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Am J Epidemiol. 1987 Feb;125(2):263-70.

Drinking and mortality. The Albany Study.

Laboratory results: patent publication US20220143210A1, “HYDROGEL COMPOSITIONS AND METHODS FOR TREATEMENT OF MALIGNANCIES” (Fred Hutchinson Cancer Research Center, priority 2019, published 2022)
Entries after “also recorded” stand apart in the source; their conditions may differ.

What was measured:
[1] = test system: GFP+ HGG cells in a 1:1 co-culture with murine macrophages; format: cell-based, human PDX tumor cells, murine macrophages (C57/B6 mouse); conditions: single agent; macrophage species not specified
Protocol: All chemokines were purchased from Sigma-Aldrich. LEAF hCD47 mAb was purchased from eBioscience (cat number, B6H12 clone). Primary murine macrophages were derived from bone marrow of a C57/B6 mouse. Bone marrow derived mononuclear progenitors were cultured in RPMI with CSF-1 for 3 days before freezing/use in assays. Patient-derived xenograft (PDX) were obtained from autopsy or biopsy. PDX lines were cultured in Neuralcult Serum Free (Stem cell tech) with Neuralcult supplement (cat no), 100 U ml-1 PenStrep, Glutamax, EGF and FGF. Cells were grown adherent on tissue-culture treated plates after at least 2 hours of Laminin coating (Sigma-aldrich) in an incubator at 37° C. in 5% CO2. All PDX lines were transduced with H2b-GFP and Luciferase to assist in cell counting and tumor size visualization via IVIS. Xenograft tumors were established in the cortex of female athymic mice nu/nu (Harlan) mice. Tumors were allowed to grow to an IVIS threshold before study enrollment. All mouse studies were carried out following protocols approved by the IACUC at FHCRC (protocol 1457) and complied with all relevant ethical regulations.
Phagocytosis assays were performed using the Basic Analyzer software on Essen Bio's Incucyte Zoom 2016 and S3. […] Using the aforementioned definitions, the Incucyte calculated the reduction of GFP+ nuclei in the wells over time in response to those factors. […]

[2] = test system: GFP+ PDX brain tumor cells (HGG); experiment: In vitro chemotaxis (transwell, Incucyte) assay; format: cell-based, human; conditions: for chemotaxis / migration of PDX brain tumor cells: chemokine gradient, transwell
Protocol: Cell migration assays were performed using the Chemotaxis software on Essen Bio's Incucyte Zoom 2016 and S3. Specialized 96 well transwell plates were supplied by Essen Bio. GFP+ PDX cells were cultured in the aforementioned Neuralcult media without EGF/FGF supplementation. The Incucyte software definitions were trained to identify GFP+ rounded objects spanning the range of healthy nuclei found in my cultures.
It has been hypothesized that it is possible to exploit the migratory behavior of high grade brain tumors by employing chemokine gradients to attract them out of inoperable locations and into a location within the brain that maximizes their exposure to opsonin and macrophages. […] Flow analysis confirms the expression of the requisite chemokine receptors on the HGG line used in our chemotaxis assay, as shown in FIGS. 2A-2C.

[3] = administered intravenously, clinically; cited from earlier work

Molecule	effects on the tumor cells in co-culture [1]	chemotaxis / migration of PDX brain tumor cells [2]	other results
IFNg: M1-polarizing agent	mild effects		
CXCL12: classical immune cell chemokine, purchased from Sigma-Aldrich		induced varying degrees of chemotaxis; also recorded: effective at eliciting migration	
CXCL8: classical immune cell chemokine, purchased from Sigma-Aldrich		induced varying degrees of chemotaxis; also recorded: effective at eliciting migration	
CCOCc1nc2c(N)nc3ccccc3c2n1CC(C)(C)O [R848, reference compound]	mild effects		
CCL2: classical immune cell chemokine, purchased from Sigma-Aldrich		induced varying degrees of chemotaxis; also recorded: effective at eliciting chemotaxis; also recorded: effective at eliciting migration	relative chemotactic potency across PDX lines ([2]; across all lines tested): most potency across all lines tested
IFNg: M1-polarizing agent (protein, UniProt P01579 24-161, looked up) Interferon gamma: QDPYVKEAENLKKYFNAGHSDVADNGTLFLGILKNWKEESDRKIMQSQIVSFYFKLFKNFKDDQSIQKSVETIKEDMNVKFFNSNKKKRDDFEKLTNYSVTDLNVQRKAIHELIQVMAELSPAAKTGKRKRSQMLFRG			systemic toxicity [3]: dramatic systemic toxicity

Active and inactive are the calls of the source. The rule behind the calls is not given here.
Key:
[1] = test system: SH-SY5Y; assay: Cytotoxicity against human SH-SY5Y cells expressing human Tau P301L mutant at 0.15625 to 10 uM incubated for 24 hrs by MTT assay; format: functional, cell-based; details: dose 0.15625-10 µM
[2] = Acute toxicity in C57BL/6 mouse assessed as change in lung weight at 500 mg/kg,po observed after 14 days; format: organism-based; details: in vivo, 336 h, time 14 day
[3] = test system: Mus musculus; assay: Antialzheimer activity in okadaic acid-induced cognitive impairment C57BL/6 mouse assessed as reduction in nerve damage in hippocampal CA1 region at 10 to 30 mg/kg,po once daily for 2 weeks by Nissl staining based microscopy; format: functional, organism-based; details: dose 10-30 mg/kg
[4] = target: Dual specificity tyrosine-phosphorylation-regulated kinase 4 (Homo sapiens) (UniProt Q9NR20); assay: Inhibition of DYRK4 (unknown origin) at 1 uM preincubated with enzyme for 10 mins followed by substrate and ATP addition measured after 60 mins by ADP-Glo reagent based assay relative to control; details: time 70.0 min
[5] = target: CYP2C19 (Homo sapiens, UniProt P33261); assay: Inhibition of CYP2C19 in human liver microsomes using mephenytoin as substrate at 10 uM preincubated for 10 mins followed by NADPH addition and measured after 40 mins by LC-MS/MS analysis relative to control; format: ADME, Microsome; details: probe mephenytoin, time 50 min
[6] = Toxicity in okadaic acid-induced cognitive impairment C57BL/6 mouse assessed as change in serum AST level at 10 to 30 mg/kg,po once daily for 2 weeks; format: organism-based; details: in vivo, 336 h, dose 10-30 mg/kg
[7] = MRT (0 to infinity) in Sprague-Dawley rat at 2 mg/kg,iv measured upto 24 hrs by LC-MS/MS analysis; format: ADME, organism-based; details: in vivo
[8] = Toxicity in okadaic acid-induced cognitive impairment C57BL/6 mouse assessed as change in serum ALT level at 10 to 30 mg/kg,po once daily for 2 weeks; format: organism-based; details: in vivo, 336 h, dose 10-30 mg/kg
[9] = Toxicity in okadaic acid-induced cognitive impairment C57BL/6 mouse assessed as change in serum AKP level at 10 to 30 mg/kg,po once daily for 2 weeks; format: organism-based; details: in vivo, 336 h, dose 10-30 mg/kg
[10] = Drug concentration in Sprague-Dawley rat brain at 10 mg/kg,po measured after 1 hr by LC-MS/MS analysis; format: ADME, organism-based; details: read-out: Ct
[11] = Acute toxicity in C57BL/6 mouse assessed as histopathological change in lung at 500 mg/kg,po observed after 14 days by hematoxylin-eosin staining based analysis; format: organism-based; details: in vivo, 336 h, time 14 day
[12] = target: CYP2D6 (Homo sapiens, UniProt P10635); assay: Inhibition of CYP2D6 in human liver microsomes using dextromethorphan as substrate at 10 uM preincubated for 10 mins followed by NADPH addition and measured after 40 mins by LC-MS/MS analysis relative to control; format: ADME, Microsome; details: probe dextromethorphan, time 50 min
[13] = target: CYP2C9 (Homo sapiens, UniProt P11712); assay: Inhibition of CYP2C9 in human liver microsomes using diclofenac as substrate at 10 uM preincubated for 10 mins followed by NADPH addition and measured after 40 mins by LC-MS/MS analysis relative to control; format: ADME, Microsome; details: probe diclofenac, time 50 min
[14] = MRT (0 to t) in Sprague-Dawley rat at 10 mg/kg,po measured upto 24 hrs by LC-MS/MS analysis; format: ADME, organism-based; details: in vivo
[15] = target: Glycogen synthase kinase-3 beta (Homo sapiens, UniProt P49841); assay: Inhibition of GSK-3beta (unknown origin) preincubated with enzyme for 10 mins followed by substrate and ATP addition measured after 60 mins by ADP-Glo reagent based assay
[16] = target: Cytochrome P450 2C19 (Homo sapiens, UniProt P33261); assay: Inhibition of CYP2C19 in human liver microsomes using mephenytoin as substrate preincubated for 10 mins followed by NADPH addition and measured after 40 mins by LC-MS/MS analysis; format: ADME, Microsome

The relation of alcohol consumption to mortality was examined in a cohort of 1,910 employed men aged 38-55 years, enrolled in the Albany Study, a prospective investigation of factors related to cardiovascular disease. Two follow-up periods were examined, one between 1953-1954 and 1971-1972 and the other after 1971-1972. In both periods, there was a positive relation between the rate of alcohol consumption and noncoronary heart disease death, not assignable to any specific cause. Coronary heart disease death was not associated with drinking during the initial follow-up but was negatively associated with drinking in the later follow-up. All-cause mortality was positively associated with alcohol consumption in the earlier follow-up, because of the greater cigarette use among drinkers, but not in the later follow-up. There was a significant positive relation of drinking to deaths from liver cirrhosis and diabetes but not to deaths from motor vehicle accidents.

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